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67

Uffa che barba!

Freaks

Tickets 25€
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from
Wednesday
3
July
2024
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20:00
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Thursday
4
July
2024
at
18:00
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Thursday
4
July
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18:00
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2024
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Duration 90 minutes plus intermission
Theater

Synopsis

The film

A bearded woman gives birth to a child in the wooden wagon of a nomadic circus. It is a baby girl. The excitement is great, the "Freaks," her art and life companions, applaud. Phroso, clown, Browning's own alter ego says, "It's a girl," and then adds, "and she's already growing a beard." The child will never be seen, protected from a sheet that hides her from the room. The iconography is that of a new Nativity. That woman was Lady Olga Roderick, a.k.a. Jane Barnell, one of the most famous "Bearded Women," women with hypertrichosis or hirsutism, of the last century, a champion of the rights of what were still too often called "monsters."

This is one of the opening sequences of one of the most mysterious and controversial films in the History of Cinema, often classified, unfairly, as horror, considered one of the 'cursed' films par excellence. An expressionist masterpiece directed by Tod Browning, based on the short story "Spurs" by Clarence Robbins, "Freaks" appeared in American theaters in February 1932 triggering violent and controversial reactions from from audiences and critics. After its first days in theaters, the film was censored; in Britain it remained banned for 30 years, some scenes were amputated. The deleted material was destroyed, burned and could never be recovered, even when, forty years later, in 1962, presented at the Cannes Film Festival, the film was hailed as a masterpiece. Jean Gili in those years wrote "This is not a horror film, it is a love film," a frightening elegy, a dowsing song. to Tod Browning's contemporaries, on the other hand, blamed the revolutionary choice of calling for his film "freak" actors to to play some of the main roles, bodies that were considered non-conforming, unsuitable for the sensibilities of the movie theater audience, frightening.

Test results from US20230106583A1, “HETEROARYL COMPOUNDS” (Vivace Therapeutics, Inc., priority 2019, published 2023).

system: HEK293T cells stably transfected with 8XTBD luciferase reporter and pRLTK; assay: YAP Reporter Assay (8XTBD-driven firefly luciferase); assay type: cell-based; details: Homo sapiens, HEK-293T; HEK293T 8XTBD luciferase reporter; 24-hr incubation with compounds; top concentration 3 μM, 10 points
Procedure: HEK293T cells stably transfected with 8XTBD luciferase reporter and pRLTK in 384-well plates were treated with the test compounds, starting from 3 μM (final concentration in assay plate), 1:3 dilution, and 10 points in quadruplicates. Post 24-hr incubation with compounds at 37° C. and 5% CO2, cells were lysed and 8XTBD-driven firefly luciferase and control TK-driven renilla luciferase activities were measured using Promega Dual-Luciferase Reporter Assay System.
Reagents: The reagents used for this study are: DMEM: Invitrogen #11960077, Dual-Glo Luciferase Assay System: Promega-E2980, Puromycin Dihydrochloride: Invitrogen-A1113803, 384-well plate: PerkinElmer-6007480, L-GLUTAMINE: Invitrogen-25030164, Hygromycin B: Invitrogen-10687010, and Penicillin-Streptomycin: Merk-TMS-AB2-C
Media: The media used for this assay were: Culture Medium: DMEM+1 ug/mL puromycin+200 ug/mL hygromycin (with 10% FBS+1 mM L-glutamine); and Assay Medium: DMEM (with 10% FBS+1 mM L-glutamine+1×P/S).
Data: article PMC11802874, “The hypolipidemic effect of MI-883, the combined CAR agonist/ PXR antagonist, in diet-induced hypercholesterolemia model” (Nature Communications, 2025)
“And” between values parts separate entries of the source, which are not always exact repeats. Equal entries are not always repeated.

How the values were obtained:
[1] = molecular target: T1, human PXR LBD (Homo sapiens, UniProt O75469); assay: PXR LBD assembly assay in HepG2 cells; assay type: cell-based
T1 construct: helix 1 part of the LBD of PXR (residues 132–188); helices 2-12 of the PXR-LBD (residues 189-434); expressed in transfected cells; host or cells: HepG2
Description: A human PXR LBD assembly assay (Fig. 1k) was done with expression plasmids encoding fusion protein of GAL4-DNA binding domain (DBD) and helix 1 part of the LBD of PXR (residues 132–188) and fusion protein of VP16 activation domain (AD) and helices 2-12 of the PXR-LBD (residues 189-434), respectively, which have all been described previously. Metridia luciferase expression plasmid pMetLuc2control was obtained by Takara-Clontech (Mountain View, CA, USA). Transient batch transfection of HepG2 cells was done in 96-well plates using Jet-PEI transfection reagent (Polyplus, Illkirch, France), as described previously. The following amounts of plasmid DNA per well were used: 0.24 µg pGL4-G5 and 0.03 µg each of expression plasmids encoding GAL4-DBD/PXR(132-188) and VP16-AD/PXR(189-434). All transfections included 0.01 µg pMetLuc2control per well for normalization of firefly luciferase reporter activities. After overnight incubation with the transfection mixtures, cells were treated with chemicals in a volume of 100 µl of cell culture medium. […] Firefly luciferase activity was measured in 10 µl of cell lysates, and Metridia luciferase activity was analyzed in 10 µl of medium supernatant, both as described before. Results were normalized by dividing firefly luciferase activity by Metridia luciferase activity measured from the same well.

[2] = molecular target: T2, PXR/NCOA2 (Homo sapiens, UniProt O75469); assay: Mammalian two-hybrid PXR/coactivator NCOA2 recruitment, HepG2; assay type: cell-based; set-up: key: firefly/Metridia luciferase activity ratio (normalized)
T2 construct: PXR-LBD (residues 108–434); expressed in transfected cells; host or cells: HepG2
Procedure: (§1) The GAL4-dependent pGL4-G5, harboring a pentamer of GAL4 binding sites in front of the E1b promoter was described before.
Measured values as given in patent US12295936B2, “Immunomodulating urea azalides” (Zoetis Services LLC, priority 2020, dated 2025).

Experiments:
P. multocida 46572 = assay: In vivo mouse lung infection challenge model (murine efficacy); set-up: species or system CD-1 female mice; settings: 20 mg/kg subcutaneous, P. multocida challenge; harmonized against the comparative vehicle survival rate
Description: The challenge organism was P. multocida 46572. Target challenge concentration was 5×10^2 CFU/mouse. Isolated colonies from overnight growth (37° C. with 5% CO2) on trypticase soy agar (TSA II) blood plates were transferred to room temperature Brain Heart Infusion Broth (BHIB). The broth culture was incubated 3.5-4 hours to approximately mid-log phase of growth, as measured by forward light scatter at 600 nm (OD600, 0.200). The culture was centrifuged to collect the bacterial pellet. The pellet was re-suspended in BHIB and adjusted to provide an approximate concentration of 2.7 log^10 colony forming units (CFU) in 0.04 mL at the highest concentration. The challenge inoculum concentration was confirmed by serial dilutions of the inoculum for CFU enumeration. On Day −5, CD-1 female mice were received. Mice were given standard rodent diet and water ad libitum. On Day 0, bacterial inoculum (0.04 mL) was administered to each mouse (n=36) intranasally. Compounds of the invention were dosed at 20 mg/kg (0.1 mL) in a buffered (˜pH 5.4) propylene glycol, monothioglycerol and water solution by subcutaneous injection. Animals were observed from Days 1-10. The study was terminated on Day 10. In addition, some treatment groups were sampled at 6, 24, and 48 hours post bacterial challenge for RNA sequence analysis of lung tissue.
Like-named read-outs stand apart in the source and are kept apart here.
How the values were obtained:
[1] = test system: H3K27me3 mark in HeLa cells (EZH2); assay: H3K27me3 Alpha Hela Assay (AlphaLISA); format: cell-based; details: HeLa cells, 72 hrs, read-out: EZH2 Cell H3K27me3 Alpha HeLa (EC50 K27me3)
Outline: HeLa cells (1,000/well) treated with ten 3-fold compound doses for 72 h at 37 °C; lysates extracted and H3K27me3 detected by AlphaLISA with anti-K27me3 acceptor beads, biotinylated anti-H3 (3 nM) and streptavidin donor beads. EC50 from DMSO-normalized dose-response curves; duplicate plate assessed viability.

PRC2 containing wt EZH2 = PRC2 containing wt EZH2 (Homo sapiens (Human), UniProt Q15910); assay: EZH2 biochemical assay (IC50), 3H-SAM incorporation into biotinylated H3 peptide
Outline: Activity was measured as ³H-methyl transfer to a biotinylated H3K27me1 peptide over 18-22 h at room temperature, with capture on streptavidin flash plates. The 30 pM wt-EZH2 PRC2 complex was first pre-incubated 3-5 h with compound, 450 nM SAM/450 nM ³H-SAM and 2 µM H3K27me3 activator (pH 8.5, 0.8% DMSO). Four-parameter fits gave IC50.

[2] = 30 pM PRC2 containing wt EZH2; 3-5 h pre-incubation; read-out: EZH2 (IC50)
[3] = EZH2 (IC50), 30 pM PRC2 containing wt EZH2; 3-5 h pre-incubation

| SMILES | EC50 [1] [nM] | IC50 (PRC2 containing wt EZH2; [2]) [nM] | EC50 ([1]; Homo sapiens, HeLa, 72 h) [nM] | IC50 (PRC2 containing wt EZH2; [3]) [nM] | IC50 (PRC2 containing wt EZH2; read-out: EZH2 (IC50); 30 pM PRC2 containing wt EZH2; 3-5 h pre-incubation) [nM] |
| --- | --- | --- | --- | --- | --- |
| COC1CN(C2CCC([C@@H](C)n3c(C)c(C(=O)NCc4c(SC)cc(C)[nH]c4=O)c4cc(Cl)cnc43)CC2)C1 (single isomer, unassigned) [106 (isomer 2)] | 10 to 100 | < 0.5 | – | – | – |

Set in a circus, at a time when freak shows and music halls now seemed to be a fun from provincial waterfront, a stain on the collective consciousness that was meant to be bleached, "Freaks" follows the everyday life of a group of, so called, "freaks from freak show" circus workers: Cleopatra, a trapeze artist, one of the most beautiful women in the world, called the peacock or the sphinx of the air, mocks, aided from Hercules, the strongman, the love of Hans, a circus dwarf, his kindness, his attentions, marries him, tries to poison him but the revenge will be terrible. At the end of the film we will see her exposed body, freak to herself, mysteriously mutilated, almost genetically mutated into "Hen Woman."

The directing project

Browning's film begins in a Museum. Probably in the Barnum Museum, the great "American Museum of Monsters," a little-known, often deliberately overlooked ancestor of our very Western Science Museums. A group of furry visitors move among wax statues and look into tarped holes containing living creatures. It makes us from mirror. They are the monsters, Browning seems to tell us, spying on us, triangulating; indeed, it is you. from Here the director's work takes its first steps, accompanying the six young performers in a daring lip-sync, which decontextualizes, without betraying, the words of the script, building around them the hyper-realistic stereotype of a contemporary bourgeois drama, as sour as a Reza, as mean and wild as a Fassbinder, poised toward disintegration, toward the emergence of the abyss like the opening part of Lars Von Trier's "Melancholia."

It could not have been indifferent to me that this project was presented first in the spaces of Pelanda, a Former Slaughterhouse, and then, to Spoleto, between the vaults of a deconsecrated Church. It seemed necessary to me, then, to eviscerate the space, to hyper-exhibit it, not forgiving its history, forgetting it, but letting the walls return to bleed before our eyes, as in an alchemical operation. Thus stripped bare these two places reminded me of the Oude Kerk, the Old Church, in Amsterdam: its outer walls against which the red neon of the sex workers' shop windows is reflected, its structure innervated and complex, I went looking for the "bridal chamber" with its paper from nineteenth-century walls, to flowers, so out-of-space, out-of-time.